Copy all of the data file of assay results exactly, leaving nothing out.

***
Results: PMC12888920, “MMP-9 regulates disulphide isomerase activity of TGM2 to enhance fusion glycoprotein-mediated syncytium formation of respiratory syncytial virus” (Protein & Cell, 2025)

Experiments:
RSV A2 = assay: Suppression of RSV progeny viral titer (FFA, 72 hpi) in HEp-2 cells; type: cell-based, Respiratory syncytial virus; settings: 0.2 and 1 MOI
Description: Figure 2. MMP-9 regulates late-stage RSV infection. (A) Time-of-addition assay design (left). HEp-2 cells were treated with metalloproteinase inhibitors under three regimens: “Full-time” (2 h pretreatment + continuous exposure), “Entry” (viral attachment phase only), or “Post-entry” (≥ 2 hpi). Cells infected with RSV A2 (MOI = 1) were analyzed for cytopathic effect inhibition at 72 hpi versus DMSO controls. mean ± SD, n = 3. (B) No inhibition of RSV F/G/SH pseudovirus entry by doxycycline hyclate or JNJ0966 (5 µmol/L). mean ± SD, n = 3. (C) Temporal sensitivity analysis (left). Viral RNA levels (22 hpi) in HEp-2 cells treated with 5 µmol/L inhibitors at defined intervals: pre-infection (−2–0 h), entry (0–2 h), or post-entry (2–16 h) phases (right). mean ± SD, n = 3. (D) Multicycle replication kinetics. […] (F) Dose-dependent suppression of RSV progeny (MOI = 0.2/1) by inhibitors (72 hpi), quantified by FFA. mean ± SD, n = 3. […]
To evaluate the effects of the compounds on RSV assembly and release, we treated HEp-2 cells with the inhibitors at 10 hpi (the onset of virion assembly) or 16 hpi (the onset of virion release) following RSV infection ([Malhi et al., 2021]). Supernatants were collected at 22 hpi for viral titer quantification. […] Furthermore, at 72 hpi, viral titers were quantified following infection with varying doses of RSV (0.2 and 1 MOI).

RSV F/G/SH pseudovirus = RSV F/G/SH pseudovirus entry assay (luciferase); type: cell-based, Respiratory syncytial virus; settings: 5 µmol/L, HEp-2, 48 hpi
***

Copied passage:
Results: PMC12888920, “MMP-9 regulates disulphide isomerase activity of TGM2 to enhance fusion glycoprotein-mediated syncytium formation of respiratory syncytial virus” (Protein & Cell, 2025)

Experiments:
RSV A2 = assay: Suppression of RSV progeny viral titer (FFA, 72 hpi) in HEp-2 cells; type: cell-based, Respiratory syncytial virus; settings: 0.2 and 1 MOI
Description: Figure 2. MMP-9 regulates late-stage RSV infection. (A) Time-of-addition assay design (left). HEp-2 cells were treated with metalloproteinase inhibitors under three regimens: “Full-time” (2 h pretreatment + continuous exposure), “Entry” (viral attachment phase only), or “Post-entry” (≥ 2 hpi). Cells infected with RSV A2 (MOI = 1) were analyzed for cytopathic effect inhibition at 72 hpi versus DMSO controls. mean ± SD, n = 3. (B) No inhibition of RSV F/G/SH pseudovirus entry by doxycycline hyclate or JNJ0966 (5 µmol/L). mean ± SD, n = 3. (C) Temporal sensitivity analysis (left). Viral RNA levels (22 hpi) in HEp-2 cells treated with 5 µmol/L inhibitors at defined intervals: pre-infection (−2–0 h), entry (0–2 h), or post-entry (2–16 h) phases (right). mean ± SD, n = 3. (D) Multicycle replication kinetics. […] (F) Dose-dependent suppression of RSV progeny (MOI = 0.2/1) by inhibitors (72 hpi), quantified by FFA. mean ± SD, n = 3. […]
To evaluate the effects of the compounds on RSV assembly and release, we treated HEp-2 cells with the inhibitors at 10 hpi (the onset of virion assembly) or 16 hpi (the onset of virion release) following RSV infection ([Malhi et al., 2021]). Supernatants were collected at 22 hpi for viral titer quantification. […] Furthermore, at 72 hpi, viral titers were quantified following infection with varying doses of RSV (0.2 and 1 MOI).

RSV F/G/SH pseudovirus = RSV F/G/SH pseudovirus entry assay (luciferase); type: cell-based, Respiratory syncytial virus; settings: 5 µmol/L, HEp-2, 48 hpi